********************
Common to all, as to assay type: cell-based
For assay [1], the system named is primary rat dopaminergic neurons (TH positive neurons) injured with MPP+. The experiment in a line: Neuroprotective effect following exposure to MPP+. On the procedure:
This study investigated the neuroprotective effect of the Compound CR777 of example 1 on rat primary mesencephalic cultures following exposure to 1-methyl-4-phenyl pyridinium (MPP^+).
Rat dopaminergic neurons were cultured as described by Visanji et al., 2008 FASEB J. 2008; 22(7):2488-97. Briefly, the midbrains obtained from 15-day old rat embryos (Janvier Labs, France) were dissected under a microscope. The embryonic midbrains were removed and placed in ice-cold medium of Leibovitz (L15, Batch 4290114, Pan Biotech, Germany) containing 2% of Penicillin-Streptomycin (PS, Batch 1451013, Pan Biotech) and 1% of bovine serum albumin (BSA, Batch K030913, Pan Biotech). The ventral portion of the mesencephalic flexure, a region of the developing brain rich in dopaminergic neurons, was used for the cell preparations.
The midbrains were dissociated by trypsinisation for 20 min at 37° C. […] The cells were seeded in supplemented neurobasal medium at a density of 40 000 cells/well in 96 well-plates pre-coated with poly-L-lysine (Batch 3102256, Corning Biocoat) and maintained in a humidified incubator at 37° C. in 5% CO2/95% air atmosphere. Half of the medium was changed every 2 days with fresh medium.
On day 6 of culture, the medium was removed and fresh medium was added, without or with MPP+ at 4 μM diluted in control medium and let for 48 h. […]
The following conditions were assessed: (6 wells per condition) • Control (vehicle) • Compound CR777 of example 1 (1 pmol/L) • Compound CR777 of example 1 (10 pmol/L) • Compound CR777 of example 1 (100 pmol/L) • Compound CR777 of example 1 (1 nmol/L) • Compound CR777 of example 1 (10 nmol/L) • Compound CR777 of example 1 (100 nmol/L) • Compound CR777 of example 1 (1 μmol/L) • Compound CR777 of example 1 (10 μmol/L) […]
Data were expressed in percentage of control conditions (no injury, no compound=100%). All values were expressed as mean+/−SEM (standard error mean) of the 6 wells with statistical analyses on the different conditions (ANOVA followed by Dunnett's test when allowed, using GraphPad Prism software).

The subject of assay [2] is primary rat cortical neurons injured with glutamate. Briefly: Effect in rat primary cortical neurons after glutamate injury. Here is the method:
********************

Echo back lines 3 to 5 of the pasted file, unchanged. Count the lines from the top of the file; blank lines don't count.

This study investigated the neuroprotective effect of the Compound CR777 of example 1 on rat primary mesencephalic cultures following exposure to 1-methyl-4-phenyl pyridinium (MPP^+).
Rat dopaminergic neurons were cultured as described by Visanji et al., 2008 FASEB J. 2008; 22(7):2488-97. Briefly, the midbrains obtained from 15-day old rat embryos (Janvier Labs, France) were dissected under a microscope. The embryonic midbrains were removed and placed in ice-cold medium of Leibovitz (L15, Batch 4290114, Pan Biotech, Germany) containing 2% of Penicillin-Streptomycin (PS, Batch 1451013, Pan Biotech) and 1% of bovine serum albumin (BSA, Batch K030913, Pan Biotech). The ventral portion of the mesencephalic flexure, a region of the developing brain rich in dopaminergic neurons, was used for the cell preparations.
The midbrains were dissociated by trypsinisation for 20 min at 37° C. […] The cells were seeded in supplemented neurobasal medium at a density of 40 000 cells/well in 96 well-plates pre-coated with poly-L-lysine (Batch 3102256, Corning Biocoat) and maintained in a humidified incubator at 37° C. in 5% CO2/95% air atmosphere. Half of the medium was changed every 2 days with fresh medium.